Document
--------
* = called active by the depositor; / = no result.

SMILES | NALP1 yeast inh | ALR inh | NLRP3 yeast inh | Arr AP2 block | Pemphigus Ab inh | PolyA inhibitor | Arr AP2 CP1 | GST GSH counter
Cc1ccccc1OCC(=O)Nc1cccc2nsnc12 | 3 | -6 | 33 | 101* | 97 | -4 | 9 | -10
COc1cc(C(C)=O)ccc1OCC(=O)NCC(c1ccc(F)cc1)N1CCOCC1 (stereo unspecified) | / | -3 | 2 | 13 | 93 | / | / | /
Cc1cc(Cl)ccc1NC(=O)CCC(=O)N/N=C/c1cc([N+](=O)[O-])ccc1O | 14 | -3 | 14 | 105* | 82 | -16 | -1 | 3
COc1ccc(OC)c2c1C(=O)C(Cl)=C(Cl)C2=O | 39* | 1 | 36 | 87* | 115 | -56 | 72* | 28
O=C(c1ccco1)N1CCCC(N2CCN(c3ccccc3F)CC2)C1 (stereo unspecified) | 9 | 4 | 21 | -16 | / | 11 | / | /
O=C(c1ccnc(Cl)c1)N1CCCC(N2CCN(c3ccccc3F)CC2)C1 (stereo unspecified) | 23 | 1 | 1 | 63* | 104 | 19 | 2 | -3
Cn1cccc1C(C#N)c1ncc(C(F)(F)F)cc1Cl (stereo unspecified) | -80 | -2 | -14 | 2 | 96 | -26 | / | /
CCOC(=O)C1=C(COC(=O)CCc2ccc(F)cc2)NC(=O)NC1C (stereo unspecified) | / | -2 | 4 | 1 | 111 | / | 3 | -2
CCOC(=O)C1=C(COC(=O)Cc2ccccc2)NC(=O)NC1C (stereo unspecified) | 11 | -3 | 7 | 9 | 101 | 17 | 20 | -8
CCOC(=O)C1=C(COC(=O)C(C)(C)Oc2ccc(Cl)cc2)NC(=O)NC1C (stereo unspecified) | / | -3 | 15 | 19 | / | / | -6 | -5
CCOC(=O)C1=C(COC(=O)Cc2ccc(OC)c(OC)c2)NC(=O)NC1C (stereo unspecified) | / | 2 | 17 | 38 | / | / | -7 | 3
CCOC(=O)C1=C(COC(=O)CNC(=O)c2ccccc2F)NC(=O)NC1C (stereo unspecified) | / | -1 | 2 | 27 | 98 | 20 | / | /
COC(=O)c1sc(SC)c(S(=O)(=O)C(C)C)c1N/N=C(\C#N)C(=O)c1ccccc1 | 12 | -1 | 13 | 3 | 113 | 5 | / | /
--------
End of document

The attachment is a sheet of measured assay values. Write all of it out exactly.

* = called active by the depositor; / = no result.

SMILES | NALP1 yeast inh | ALR inh | NLRP3 yeast inh | Arr AP2 block | Pemphigus Ab inh | PolyA inhibitor | Arr AP2 CP1 | GST GSH counter
Cc1ccccc1OCC(=O)Nc1cccc2nsnc12 | 3 | -6 | 33 | 101* | 97 | -4 | 9 | -10
COc1cc(C(C)=O)ccc1OCC(=O)NCC(c1ccc(F)cc1)N1CCOCC1 (stereo unspecified) | / | -3 | 2 | 13 | 93 | / | / | /
Cc1cc(Cl)ccc1NC(=O)CCC(=O)N/N=C/c1cc([N+](=O)[O-])ccc1O | 14 | -3 | 14 | 105* | 82 | -16 | -1 | 3
COc1ccc(OC)c2c1C(=O)C(Cl)=C(Cl)C2=O | 39* | 1 | 36 | 87* | 115 | -56 | 72* | 28
O=C(c1ccco1)N1CCCC(N2CCN(c3ccccc3F)CC2)C1 (stereo unspecified) | 9 | 4 | 21 | -16 | / | 11 | / | /
O=C(c1ccnc(Cl)c1)N1CCCC(N2CCN(c3ccccc3F)CC2)C1 (stereo unspecified) | 23 | 1 | 1 | 63* | 104 | 19 | 2 | -3
Cn1cccc1C(C#N)c1ncc(C(F)(F)F)cc1Cl (stereo unspecified) | -80 | -2 | -14 | 2 | 96 | -26 | / | /
CCOC(=O)C1=C(COC(=O)CCc2ccc(F)cc2)NC(=O)NC1C (stereo unspecified) | / | -2 | 4 | 1 | 111 | / | 3 | -2
CCOC(=O)C1=C(COC(=O)Cc2ccccc2)NC(=O)NC1C (stereo unspecified) | 11 | -3 | 7 | 9 | 101 | 17 | 20 | -8
CCOC(=O)C1=C(COC(=O)C(C)(C)Oc2ccc(Cl)cc2)NC(=O)NC1C (stereo unspecified) | / | -3 | 15 | 19 | / | / | -6 | -5
CCOC(=O)C1=C(COC(=O)Cc2ccc(OC)c(OC)c2)NC(=O)NC1C (stereo unspecified) | / | 2 | 17 | 38 | / | / | -7 | 3
CCOC(=O)C1=C(COC(=O)CNC(=O)c2ccccc2F)NC(=O)NC1C (stereo unspecified) | / | -1 | 2 | 27 | 98 | 20 | / | /
COC(=O)c1sc(SC)c(S(=O)(=O)C(C)C)c1N/N=C(\C#N)C(=O)c1ccccc1 | 12 | -1 | 13 | 3 | 113 | 5 | / | /